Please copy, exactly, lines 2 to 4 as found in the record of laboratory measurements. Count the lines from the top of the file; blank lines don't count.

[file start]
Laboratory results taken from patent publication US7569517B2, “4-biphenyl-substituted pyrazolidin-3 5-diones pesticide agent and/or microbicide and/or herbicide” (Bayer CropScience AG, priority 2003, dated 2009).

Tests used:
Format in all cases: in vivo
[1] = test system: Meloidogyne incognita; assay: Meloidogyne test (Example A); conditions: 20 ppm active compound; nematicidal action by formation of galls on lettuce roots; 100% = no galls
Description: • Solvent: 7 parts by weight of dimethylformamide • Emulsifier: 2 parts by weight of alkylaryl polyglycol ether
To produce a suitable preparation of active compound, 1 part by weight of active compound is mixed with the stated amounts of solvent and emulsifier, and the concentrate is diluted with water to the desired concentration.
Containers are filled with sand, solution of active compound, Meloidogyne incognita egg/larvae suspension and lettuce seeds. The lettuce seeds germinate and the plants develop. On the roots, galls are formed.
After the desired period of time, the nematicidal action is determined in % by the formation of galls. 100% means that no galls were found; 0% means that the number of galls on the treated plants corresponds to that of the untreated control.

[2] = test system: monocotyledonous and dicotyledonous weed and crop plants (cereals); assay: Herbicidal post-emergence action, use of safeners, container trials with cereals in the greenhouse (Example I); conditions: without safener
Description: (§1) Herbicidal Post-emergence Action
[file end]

Tests used:
Format in all cases: in vivo
[1] = test system: Meloidogyne incognita; assay: Meloidogyne test (Example A); conditions: 20 ppm active compound; nematicidal action by formation of galls on lettuce roots; 100% = no galls